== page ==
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Clean code with aspects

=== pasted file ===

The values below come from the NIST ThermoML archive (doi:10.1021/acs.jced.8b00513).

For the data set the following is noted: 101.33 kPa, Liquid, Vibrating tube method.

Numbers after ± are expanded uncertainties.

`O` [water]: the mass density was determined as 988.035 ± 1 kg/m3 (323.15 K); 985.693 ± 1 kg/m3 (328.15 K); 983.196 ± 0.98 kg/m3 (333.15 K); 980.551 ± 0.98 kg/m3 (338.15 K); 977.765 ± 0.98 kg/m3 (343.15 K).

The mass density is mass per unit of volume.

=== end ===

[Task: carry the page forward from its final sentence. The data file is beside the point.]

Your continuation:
In my previous post I’ve described the alphabet conversion, and I’ve mentioned that we used AspectJ to resolve that task, but i did not mention how AspectJ works and what are aspects generaly. So in the next few lines i will explain:what is Aspect Oriented Programming and why we need it what is AspectJ using AspectJ with Spring (configuring AspectJ and spring to work together) and i will explain aspects on the example from previous post.What Is Aspect Oriented Programing and why we need it During software development we can use different programming paradigms such as OOP (object oriented programing) or POP(procedural oriented programing). Today most of us use Object Oriented Programming methodologies for resolving real life problems, during software development process. But during our work, we are constantly meeting with some code which crossing through our code base and breaking its modularity and making it dirty. This part of code usually don’t have business values, but we need them to resolve our problems. For example we can take a look on database transactions. Transactions are very important for our software, because they take care about data consistency. The code which start and handle transaction are very important for our application but it is used for technical stuff (starting, committing and rolling back transactions). This things make it difficult to understand what is real meaning of code (to see real business value of code). Of course i will not make any example of how to handle transactions using aspects because there is a lot of frameworks which will take care about transactions instead of us. I’ve just mentioned transactions because you probably know how to insert data into database using a plain JDBC API. So to make our code cleaner we will use a design patterns, which is a good approach for the problem solving. But also sometimes a usage of design patterns will not lead us to easy solution, and most of us will resort to the easier solution what will produced “dirty” code. In this situation we should give a chance to Aspect Oriented approach for the problem solving. When we think about AOP we should not think about something totally new for us, we should think about AOP as a complements of OOP. AOP is there to make easier code modularisation, make code cleaner, and provide us with easier and faster understand what some part of application should do. AOP introduce a few new concepts which will allow us easier code modulation. If we want to efficiently use Aspects we need to know its basics principe and terminology. When we start with using AOP we will meet a new termines:Crosscutting concerns, it is code which should be moved in separate module (i.e. code for handling transactions). Aspect, it is a module which contains concerns. Pointcut, we can look at it as pointer which will instruct when corresponding code should be run Advice, it contains a code which should be run when some join point is reached. Inner-type declaration, allow modification of class structure. Aspect-weaving, is mechanism which coordinate the integration with the rest of the system.I will show at the end w hat are they and how to use them within an example. What is AspectJ AspectJ is an extension of Java programing language which allow usage of AOP concepts within Java programing language. When you use AspectJ you do not need to make any changes in your existing code. AspectJ extend java with a new construct called aspect, and after AspectJ 5 you can use annotation based development style. AspectJ and Spring Spring framework already provide its own implementation of AOP. Spring AOP is simpler solution than AspectJ but it is not so robust as AspectJ. So if you want to use aspects in your spring application you should be familiar with possibilities of Spring AOP before choosing AspectJ to do work. Before we see the example of using aspect i will show you how to integrate AspectJ with Spring and how to configure Tomcat to be able to run AspectJ application with Spring. In this example I’ve used LTW (load time weaving) of aspects. So I will start explaining first how to do it from Spring. It is easy, just add next line in your application configuration file: <context:load-time-weaver aspectj-weaving="autodetect"/>That is all what is needed to be done with in spring configuration. The next step is configuration of Tomcat. We need to define new class loader for application. This class loader need to be able to do load time weaving so we use: <loader loaderClass="org.springframework.instrument.classloading.tomcat.TomcatInstrumentableClassLoader" />The loader need to be in Tomcat classpath before you can use it. Of course, in order to make this work, we need to create aop.xml file. This file contains instruction which will be used by class loader during class transformation process. Here is example of aop.xml file which I’ve used for alphabet convertion. <aspectj> <weaver options="-Xset:weaveJavaxPackages=true"> <!-- only weave classes in our application-specific packages --> <include within="ba.codecentric.medica.model.*" /> <include within="ba.codecentric.medica..*.service.*" /> <include within="ba.codecentric.medica.controller..*" /> <include within="ba.codecentric.medica.utils.ModelMapper" /> <include within="ba.codecentric.medica.utils.RedirectHelper" /> <include within="ba.codecentric.medica.aop.aspect.CharacterConvertionAspect" /> <include within="ba.codecentric.medica.security.UserAuthenticationProvider" /> <include within="ba.codecentric.medica.wraper.MedicaRequestWrapper"/> </weaver> <aspects> <!-- weave in just this aspect --> <aspect name="ba.codecentric.medica.aop.aspect.CharacterConversionAspect" /> </aspects> </aspectj>This last xml file is most interesting for all of you which are willing to try AspectJ. It instruct AspectJ weaving process. The weaver section contains information about what should be weaved. So this file will include all Classes inside:ba.codecentric.medica.model.* ba.codecentric.medica..*.service.* ba.codecentric.medica.controller..* ba.codecentric.medica.utils.ModelMapper ba.codecentric.medica.utils.RedirectHelper ba.codecentric.medica.aop.aspect.CharacterConvertionAspect ba.codecentric.medica.security.UserAuthenticationProvider ba.codecentric.medica.wraper.MedicaRequestWrapperSo the first line including all classes inside of model package. The second one include all Classes which are part of services sub packages inside of ba.codecentric.medica package (i.e. ba.codecentric.medica.hospitalisation.service). The third one include everything belowe controller package. And rest of the lines include specified classes. Options attribute define addition option which should be used during weaving process. So in this example -Xset:weaveJavaxPackages=true instruct AspectJ also to weave java packages. Aspects section contain list of aspects which will be used during weaving process. For more information about configuration with xml you can see AspectJ documentation. Example of usage AspectJI prefer usage of Annotation so the next example will show you how to use AspectJ with annotation. Annotation driven programming with AspectJ is possible from version AspectJ 5. Here is some code of a complete aspect which contains concerns used for alphabet conversion. package ba.codecentric.medica.aop.aspect; import java.util.List; import java.util.Map; import org.apache.commons.logging.Log; import org.apache.commons.logging.LogFactory; import org.aspectj.lang.ProceedingJoinPoint; import org.aspectj.lang.Signature; import org.aspectj.lang.annotation.Around; import org.aspectj.lang.annotation.Aspect; import ba.codecentric.medica.utils.CharacterConverter; import ba.codecentric.medica.utils.ContextHelper; import ba.codecentric.medica.utils.LanguageHelper; /** * Aspect used for transformation characters from one alphabet to another. * * @author igor * */ @Aspect public class CharacterConvertionAspect { private static Log LOG = LogFactory.getLog(CharacterConvertionAspect.class); public int getConvertTo() { return getLanguageHelper().getConvertTo(); } protected LanguageHelper getLanguageHelper() { return ContextHelper.getBean("languageHelper"); } public CharacterConvertionAspect() { LOG.info("Character converter aspect created"); } @SuppressWarnings("rawtypes") @Around("execution(public java.lang.String ba.codecentric.medica.model..*.get*(..)) && !cflow(execution(* ba.codecentric.medica.controller..*.*(..))) && !cflow(execution(public void ba.codecentric.medica..*.service..*.*(..))) && !cflow(execution(* ba.codecentric.medica.security.UserAuthenticationProvider.*(..)))") public Object convertCharacters(ProceedingJoinPoint pjp) throws Throwable { LOG.info("Character conversion trigered"); Object value = pjp.proceed(); if (value instanceof String) { LOG.info("Convert:" + value); Signature signature = pjp.getSignature(); Class type = signature.getDeclaringType(); String methodName = signature.getName(); Map<Class, List<string&lgt;&lgt; skipConvertionMap = getBlackList(); if(skipConvertionMap.containsKey(type)){ List<string&lgt; list = skipConvertionMap.get(type); if(list == null || list.contains(methodName)){ LOG.info("Value will not be converted because it is on blacklist"); return value; } } return getConverter().convertCharacters((String) value, getConvertTo()); } LOG.info("Convertion will not be performed (" + value + ")"); return value; } @Around("execution(public void ba.codecentric.medica.model..*.set*(java.lang.String))") public Object convertCharactersToLat(ProceedingJoinPoint pjp) throws Throwable { Object value = pjp.getArgs()[0]; LOG.info("Converting value:" + value + ", before persisting"); if (value instanceof String){ value= getConverter().convertCharacters((String)value, CharacterConverter.TO_LAT); } return pjp.proceed(new Object[]{value}); } /** * Convert parameter to Latin alphabet * * @param pjp * @return * @throws Throwable */ @Around("execution(public * ba.codecentric.medica.wraper.MedicaRequestWrapper.getParameter*(..))") public Object convertParametersToLat(ProceedingJoinPoint pjp) throws Throwable { Object value = pjp.proceed(); return getConverter().convert(value, CharacterConverter.TO_LAT); } /** * If result of the invocation is String, it should be converted to chosen alphabet. * * @param jp * @return converted value * @throws Throwable */ @Around("execution(* ba.codecentric.medica.controller..*.*(..))") public Object procedWithControllerInvocation(ProceedingJoinPoint jp) throws Throwable { Object value = jp.proceed(); return getConverter().convert(value, getConvertTo()); } public CharacterConverter getConverter() { return ContextHelper.getBean("characterConverter"); } @SuppressWarnings("rawtypes") public Map<Class,List<string&lgt;&lgt; getBlackList(){ return ContextHelper.getBean("blackList"); } }First of all we can see that class is annotated with @Aspect annotation. This indicate that this class is actually an aspect. Aspect is a construction which contains similar cross-cutting concerns. So we can look at it as a module which contains cross cutting code and define when which code will be used and how. @Around("execution(public void ba.codecentric.medica.model..*.set*(java.lang.String))") public Object convertCharactersToLat(ProceedingJoinPoint pjp) throws Throwable { Object value = pjp.getArgs()[0]; LOG.debug("Converting value:" + value + ", before persisting"); if (value instanceof String) { value = getConverter().convertCharacters((String) value, CharacterConverter.TO_LAT); } return pjp.proceed(new Object[] { value }); }This is a method which is annotated with @Around annotation. The around annotation is used to represent around advice. I have already mentioned that, advice is the place which contains a cross-cutting code. In this example I’ve only used “around” advice, but except that there is also before,after,after returning and after throwing advice. All advice except around should not have a return value. The content inside of around annotation define when code from advice will be weaved. This also can be done when we define pointcuts. In this example I did’t use pointcuts for defining join points because it’s simple aspect. With pointcut annotations you can define real robust join points. In this case advice will be executed during setting values of entity beans which have only one parameter of type String. ProcidingJoinPoint pjp, in the example above, present the join point, so for this example it is setter method of entity bean. Value of object send to the entity setter method will be first converted and then the setter method will be called with a converted value. If I didn’t use aspects, my code could look like: public void setJmbg(String jmbg) { this.jmbg = getConverter().convertCharacters(jmbg, CharacterConverter.TO_LAT); }I’ve already said that for this example I use LTW. So in the next few lines I will try to explain weaving process briefly. Weaving is process in which the class is transformed with defined aspect. In the next picture you can see illustration of weaving process.For better understanding of weaving, you can consider it as code injection around the calling method, in this case. ConclusionSo in this example I’ve just covered some basic principles of aspect programming with AspectJ. This aspect helped me to keep the code clean. The result of using aspect is clean separation of crossing-cut code and the code of real business value. The controllers, services and entity beans stayed clean and technical code is extracted in separate module which allow you to easier understand and maintain your code more easily. For more details information about defining pointcuts and general about AspectJ project you can see on the project page. Happy coding and don’t forget to share! Reference: Clean code with aspects from our JCG partner Igor Madjeric at the Igor Madjeric blog....